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Stop Mowing the Ditches PDF Print E-mail
Commentary/Politics - Illinois Politics
Tuesday, 23 September 2003 18:00
As I’ve told you before, I spent much of my childhood on a farm in rural Iroquois County. One of the chores I thought was completely pointless back then was mowing the ditches. It was dangerous work. The mower, or the tractor, depending on the ditch, could tip over while you were negotiating the steep inclines. I heard lots of harrowing stories about farmers, my own granddad included, who ran over hornets’ nests while mowing ditches. Plus, mowing took away natural cover for wildlife, which was fast losing its habitat under the President Richard Nixon-inspired “fencerow to fencerow” planting programs.

Farmers are “keep up with the Joneses” types. If one farmer paints his barn, everyone else on his stretch of road will follow suit. If one puts up a certain kind of fence, so will most of his neighbors. And if one keeps his ditches immaculately trimmed, no one would dare allow his to go all weedy.

Anyone who allowed his ditches to grow without check back then was whispered about by his neighbors. He must be shiftless, they’d say, to let his property deteriorate like that. Or maybe he was too ill or too old to take care of his responsibilities.

Long after I moved off the farm I realized that many of the ditch weeds we relentlessly battled back then were actually wildflowers, if allowed to grow to maturity. That revelation reinforced my youthful disdain for ditch mowing.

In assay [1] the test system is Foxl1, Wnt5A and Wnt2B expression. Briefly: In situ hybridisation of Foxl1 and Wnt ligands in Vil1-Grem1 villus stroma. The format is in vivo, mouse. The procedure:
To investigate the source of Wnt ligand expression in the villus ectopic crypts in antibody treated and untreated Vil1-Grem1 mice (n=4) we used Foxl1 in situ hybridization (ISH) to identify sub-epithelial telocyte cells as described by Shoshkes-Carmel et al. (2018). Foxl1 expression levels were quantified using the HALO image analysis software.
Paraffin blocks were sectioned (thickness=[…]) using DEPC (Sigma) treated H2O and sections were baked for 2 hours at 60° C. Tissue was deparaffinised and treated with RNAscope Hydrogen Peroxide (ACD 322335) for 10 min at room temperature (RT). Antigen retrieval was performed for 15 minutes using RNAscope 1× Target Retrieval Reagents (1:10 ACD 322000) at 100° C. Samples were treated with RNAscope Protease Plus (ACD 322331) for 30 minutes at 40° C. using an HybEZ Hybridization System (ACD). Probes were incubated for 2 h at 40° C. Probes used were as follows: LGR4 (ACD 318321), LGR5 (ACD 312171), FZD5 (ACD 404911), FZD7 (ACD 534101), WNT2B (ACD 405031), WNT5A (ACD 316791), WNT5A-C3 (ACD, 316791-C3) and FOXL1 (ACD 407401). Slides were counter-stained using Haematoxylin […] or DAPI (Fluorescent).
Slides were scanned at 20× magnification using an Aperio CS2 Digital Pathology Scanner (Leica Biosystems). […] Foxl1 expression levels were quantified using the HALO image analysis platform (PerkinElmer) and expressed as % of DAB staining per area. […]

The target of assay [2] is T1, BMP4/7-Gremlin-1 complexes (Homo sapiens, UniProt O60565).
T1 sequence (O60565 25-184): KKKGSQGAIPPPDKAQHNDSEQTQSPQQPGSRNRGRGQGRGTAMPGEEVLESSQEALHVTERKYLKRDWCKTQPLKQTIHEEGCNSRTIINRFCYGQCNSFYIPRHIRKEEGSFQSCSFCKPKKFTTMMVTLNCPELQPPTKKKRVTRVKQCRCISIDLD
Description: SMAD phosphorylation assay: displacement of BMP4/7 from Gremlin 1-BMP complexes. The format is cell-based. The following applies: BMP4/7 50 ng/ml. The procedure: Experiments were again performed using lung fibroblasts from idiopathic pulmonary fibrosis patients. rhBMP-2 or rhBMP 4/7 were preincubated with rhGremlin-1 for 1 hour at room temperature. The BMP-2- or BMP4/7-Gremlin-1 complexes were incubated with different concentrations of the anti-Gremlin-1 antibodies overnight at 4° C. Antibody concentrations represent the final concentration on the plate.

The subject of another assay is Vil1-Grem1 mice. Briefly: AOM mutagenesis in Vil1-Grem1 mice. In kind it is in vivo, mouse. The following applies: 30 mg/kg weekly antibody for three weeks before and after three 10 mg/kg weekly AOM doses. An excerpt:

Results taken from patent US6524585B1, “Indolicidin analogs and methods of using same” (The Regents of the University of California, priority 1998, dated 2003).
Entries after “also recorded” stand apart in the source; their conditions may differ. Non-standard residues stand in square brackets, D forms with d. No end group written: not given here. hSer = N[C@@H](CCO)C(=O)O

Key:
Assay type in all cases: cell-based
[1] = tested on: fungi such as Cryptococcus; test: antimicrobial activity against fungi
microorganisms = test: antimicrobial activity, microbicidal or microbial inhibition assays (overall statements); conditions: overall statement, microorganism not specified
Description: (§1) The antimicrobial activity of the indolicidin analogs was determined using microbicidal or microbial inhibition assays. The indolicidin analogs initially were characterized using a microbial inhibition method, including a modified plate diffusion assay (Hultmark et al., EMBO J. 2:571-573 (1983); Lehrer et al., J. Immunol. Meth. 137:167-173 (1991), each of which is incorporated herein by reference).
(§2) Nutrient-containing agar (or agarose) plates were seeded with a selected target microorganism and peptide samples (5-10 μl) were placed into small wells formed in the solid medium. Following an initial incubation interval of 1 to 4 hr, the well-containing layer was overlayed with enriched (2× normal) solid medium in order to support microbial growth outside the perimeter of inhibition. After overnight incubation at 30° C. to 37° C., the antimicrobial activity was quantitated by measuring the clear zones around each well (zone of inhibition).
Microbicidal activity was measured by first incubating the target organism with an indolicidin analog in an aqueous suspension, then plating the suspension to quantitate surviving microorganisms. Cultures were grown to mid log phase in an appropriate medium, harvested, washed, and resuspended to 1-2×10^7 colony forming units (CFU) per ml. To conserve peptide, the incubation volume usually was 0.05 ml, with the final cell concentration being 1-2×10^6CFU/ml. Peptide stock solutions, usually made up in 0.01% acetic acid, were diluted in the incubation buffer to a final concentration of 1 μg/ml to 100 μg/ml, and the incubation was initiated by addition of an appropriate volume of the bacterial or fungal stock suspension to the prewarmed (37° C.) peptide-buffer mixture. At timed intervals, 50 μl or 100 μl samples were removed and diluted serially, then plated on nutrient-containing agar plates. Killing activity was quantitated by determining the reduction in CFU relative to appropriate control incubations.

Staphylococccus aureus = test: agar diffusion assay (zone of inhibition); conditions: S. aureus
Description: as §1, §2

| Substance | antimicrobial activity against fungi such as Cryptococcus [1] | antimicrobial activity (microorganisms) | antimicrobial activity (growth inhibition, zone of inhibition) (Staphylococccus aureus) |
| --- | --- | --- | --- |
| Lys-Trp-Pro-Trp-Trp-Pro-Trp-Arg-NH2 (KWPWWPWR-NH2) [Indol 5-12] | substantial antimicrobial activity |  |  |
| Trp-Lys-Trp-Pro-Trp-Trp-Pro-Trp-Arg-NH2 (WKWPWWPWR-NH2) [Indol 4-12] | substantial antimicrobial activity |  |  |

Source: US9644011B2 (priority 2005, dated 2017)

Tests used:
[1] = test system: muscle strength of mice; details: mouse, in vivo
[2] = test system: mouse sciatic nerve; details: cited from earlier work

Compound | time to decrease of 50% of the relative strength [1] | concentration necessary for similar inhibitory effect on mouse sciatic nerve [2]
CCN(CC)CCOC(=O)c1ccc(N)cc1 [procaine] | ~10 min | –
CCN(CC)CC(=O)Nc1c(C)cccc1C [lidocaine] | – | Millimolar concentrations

I could never quite figure out why the state highway department would set aside only tiny “no mow” stretches along our interstate highways. Mowing probably makes it easier to pick up the garbage strewn by thoughtless drivers, but other than that, the wild growth was always far more interesting to look at than the dull, lawn-like stretches so common to Illinois’ highway borders.

I owned a house in the country for a few years and I refused to mow my ditches. After several weeks, my thoughtful neighbor could no longer abide my apparent sloth and took it upon himself to “help me out” by clipping my grass. I tried to explain to him what I was hoping to accomplish, and he looked at me like I was a freak. Why would I want a bunch of ugly old weeds destroying the view of my beautiful house? Eventually, though, wildflowers began to blossom, and I couldn’t have been happier.

So I thought it was a great idea when Illinois First Lady Patti Blagojevich suggested planting wildflowers along the interstates. The vast reduction in mowing and other upkeep costs would most likely pay for the entire program, and we’d have something besides cornfields to look at while driving through central Illinois. (Don’t get me wrong, I love cornfields - and beanfields. I enjoy watching the seasonal progression from plowing, to planting, to growing, to harvesting and back again.)

But you’d have thought the First Lady’s idea was some sort of goofy, mega-expensive, ultra-liberal boondoggle if you perused the media coverage. “State to spend cash on flowers in fiscal crisis,” blared one headline. “Roadside flower-planting plan creates dustup,” another read.

Mrs. Blago was obviously forced to endure the barbs because her husband has been picking fights with popular politicians over their budgets. It’s payback time in Illinois politics right now, and her wildflower project has become a handy bludgeoning device. But this is not the first time that Mrs. B has been unfairly maligned. Her husband was slammed for putting her on a child-welfare advisory panel, and she has been hammered by Downstate editorialists for refusing to move to Springfield. For whatever reason, she’s taken a lot of needless hits, including this latest wildflower thing.

My only problem with her wildflower concept is that it doesn’t go far enough. We should stop mowing the roadsides altogether, or at least leave a wide, continuous strip completely untouched. On a drive last month through the rural county where I was brought up, I discovered that lots of farmers have finally stopped mowing their ditches. What appeared to be Hairy Wild Petunias were in bloom, and the blue flowers lining the roadsides were spectacular.

Rich Miller also publishes Capitol Fax, a daily political newsletter. He can be reached at (
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